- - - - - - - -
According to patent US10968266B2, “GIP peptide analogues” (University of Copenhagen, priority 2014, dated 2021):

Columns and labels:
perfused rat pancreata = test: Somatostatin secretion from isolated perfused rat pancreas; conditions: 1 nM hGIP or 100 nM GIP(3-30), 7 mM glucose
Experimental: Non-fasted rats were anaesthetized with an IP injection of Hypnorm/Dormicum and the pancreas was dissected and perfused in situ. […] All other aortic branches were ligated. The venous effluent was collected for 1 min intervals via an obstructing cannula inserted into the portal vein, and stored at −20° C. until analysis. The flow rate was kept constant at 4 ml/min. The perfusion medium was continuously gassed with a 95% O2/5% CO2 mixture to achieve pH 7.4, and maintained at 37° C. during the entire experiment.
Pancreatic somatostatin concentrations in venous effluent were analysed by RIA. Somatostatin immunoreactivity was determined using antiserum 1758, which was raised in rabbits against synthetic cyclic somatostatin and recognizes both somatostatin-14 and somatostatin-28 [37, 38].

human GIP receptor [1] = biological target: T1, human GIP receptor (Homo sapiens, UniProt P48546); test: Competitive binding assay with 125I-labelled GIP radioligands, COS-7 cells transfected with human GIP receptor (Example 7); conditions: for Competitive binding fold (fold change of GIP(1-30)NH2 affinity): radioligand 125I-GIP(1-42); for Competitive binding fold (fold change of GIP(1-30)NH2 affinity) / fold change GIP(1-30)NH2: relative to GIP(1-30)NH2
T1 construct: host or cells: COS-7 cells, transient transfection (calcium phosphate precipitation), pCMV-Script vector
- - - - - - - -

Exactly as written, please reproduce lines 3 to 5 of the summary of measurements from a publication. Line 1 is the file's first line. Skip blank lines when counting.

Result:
perfused rat pancreata = test: Somatostatin secretion from isolated perfused rat pancreas; conditions: 1 nM hGIP or 100 nM GIP(3-30), 7 mM glucose
Experimental: Non-fasted rats were anaesthetized with an IP injection of Hypnorm/Dormicum and the pancreas was dissected and perfused in situ. […] All other aortic branches were ligated. The venous effluent was collected for 1 min intervals via an obstructing cannula inserted into the portal vein, and stored at −20° C. until analysis. The flow rate was kept constant at 4 ml/min. The perfusion medium was continuously gassed with a 95% O2/5% CO2 mixture to achieve pH 7.4, and maintained at 37° C. during the entire experiment.
Pancreatic somatostatin concentrations in venous effluent were analysed by RIA. Somatostatin immunoreactivity was determined using antiserum 1758, which was raised in rabbits against synthetic cyclic somatostatin and recognizes both somatostatin-14 and somatostatin-28 [37, 38].